Please use this identifier to cite or link to this item:
Title: Investigating predictors contributing to the expression of schizotypy during the COVID-19 pandemic.
Austin Authors: Toh, Wei Lin;Sumner, Philip J;Meyer, Denny;Neill, Erica;Phillipou, Andrea ;Tan, Eric J;Van Rheenen, Tamsyn E;Rossell, Susan L
Affiliation: Mental Health
Melbourne Neuropsychiatry Centre, Department of Psychiatry, University of Melbourne & Melbourne Health, Melbourne, VIC, Australia..
Centre for Mental Health, School of Health Sciences, Swinburne University of Technology, Melbourne, VIC, Australia..
Department of Mental Health, St Vincent's Hospital, Melbourne, VIC, Australia..
Department of Psychiatry, University of Melbourne, Melbourne, VIC, Australia..
Issue Date: Jun-2022 2022
Publication information: Journal of Psychiatric Research 2022; 150: 231-236
Abstract: The coronavirus (COVID-19) pandemic has caused major disruptions to social and other forms of functioning, which may influence schizotypy expression. The current study aimed to explore possible distal and proximal predictors contributing to schizotypy in a sample of the Australian general population during the COVID-19 pandemic. The COvid-19 and you: mentaL heaLth in AusTralia now survEy (COLLATE) project is an online mental health study aimed at tracking key mental health indicators over the progression of the pandemic. Adults residing in Australia were invited to take part using non-discriminative snowball sampling. Demographic-clinical information was collected for 850 participants in either October 2020 or January 2021. To assess schizotypy facets, the Launay-Slade Hallucinations Scale-Extended (LSHS-E) and Peters Delusions Inventory (PDI-21) were used to measure hallucination and delusion proneness respectively. Generalised linear models (with gamma and negative binomial distributions) were employed. Age, negative emotions and loneliness significantly contributed to both hallucination and delusion proneness; gender, education and religiosity also significantly contributed to delusion proneness, in the final regression models. Our study corroborated the specific contribution of loneliness, amongst other factors, in the prediction of schizotypy facets. Tackling loneliness represents a public health challenge that needs to be urgently addressed, especially in the face of the ongoing COVID-19 pandemic.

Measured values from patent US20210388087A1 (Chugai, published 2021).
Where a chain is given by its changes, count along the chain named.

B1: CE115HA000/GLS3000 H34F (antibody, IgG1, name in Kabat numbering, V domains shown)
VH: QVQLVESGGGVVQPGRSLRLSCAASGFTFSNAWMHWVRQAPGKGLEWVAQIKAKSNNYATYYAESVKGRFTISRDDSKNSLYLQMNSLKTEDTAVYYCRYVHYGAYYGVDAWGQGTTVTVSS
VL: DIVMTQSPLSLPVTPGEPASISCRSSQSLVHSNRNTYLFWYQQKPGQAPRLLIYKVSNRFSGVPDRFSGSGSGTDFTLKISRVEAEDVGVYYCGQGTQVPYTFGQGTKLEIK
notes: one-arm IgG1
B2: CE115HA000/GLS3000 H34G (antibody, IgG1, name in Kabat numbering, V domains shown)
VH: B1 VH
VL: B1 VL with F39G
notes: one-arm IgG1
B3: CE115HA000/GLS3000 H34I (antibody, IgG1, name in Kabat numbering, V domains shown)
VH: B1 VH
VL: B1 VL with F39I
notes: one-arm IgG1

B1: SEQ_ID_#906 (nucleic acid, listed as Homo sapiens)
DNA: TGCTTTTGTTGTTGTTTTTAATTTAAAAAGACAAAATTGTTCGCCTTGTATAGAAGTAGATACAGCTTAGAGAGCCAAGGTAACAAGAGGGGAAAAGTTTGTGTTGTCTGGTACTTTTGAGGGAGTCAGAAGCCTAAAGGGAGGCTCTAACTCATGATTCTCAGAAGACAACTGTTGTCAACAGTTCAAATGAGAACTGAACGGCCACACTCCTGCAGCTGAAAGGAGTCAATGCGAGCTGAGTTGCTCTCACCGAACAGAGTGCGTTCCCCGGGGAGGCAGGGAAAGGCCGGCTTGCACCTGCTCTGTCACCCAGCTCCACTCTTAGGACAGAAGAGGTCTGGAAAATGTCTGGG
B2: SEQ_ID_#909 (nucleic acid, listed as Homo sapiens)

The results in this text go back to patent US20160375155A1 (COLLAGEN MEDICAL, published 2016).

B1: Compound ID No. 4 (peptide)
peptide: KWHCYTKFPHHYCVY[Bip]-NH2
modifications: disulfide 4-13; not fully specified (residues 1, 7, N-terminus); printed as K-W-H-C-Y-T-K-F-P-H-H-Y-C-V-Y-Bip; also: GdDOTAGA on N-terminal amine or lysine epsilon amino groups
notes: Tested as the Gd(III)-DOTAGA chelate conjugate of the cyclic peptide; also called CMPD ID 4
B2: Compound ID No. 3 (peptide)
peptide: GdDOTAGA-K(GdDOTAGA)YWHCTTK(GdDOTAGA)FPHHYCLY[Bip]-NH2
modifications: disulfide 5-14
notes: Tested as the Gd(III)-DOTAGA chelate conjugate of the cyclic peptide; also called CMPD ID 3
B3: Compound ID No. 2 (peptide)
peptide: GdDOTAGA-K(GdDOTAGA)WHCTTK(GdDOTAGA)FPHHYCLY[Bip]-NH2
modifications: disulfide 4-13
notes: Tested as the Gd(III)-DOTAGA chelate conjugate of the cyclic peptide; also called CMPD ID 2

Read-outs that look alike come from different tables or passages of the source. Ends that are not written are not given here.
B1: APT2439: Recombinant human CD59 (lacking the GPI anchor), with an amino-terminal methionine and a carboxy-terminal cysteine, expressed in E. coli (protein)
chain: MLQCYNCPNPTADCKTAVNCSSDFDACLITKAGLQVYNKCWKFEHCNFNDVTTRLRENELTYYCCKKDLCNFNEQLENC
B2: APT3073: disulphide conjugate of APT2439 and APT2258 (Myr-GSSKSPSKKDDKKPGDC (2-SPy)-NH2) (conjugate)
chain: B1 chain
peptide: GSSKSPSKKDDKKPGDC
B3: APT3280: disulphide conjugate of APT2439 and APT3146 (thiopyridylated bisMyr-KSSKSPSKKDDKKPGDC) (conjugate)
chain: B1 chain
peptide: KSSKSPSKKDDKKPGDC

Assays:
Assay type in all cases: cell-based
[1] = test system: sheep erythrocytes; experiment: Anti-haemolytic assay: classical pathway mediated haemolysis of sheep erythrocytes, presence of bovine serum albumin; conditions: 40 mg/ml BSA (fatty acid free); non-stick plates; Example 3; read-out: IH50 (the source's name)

DOI: 10.1016/j.jpsychires.2022.03.060
ORCID: 0000-0003-1009-6619
Journal: Journal of Psychiatric Research
PubMed URL: 35398666
PubMed URL:
Type: Journal Article
Subjects: Delusions
Population mental health
Schizotypal experiences
Appears in Collections:Journal articles

Show full item record

Page view(s)

checked on Jun 4, 2023

Google ScholarTM


Items in AHRO are protected by copyright, with all rights reserved, unless otherwise indicated.